That dissatisfaction with Internet service is now being politically mobilized, with nearly 20 percent of UK voters indicating Internet infrastructure policy will be top of mind when they go to the polls, according to a recent survey. That number will likely rise as bandwidth demand inexorably grows at pace rivalling Moore’s Law on microprocessor capacity, doubling about every 18-24 months.
Similarly, I expect American voters will increasingly cast their votes based on candidates’ positions on Internet infrastructure expansion given the U.S. Federal Communications Commission reported in January that Internet infrastructure deployment in the United States was failing to keep pace with today’s advanced, high-quality voice, data, graphics and video offerings. The FCC’s 2015 Broadband Progress Report found 55 million Americans – 17 percent of the population – lack access to Internet connections capable of delivering bandwidth of 25 Mbps for downloads and 3 Mbps for upload.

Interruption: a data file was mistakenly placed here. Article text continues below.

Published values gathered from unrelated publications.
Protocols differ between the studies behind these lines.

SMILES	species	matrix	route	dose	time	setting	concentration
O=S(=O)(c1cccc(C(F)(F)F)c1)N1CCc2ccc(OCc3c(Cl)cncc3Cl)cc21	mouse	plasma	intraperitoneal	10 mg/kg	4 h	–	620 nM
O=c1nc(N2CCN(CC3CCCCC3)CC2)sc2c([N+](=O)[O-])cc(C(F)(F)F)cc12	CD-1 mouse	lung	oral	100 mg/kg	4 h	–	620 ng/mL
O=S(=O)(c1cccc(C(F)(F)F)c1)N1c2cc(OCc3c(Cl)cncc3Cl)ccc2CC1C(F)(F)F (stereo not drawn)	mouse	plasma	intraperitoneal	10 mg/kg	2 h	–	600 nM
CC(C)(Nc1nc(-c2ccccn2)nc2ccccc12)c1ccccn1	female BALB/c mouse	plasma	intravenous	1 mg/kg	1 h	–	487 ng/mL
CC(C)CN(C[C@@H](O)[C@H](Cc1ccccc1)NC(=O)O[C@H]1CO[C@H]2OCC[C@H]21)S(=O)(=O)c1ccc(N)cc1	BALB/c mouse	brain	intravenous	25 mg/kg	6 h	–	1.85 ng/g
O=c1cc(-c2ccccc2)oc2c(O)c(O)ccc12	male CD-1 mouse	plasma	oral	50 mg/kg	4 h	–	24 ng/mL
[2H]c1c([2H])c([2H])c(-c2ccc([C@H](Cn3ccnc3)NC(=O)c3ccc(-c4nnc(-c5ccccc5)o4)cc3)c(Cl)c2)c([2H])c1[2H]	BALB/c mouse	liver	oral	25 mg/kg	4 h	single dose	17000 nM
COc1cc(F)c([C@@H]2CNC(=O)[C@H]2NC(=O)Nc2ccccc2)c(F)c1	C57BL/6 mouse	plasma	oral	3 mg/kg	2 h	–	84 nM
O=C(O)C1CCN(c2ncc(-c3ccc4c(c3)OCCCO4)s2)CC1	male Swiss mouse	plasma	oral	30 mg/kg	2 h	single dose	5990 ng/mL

An indication of Americans’ growing political interest in Internet service is the large volume of comments the FCC received on its recent rulemaking that classified Internet as a common carrier telecommunications service as well as the substantial coverage of the issue in mainstream media.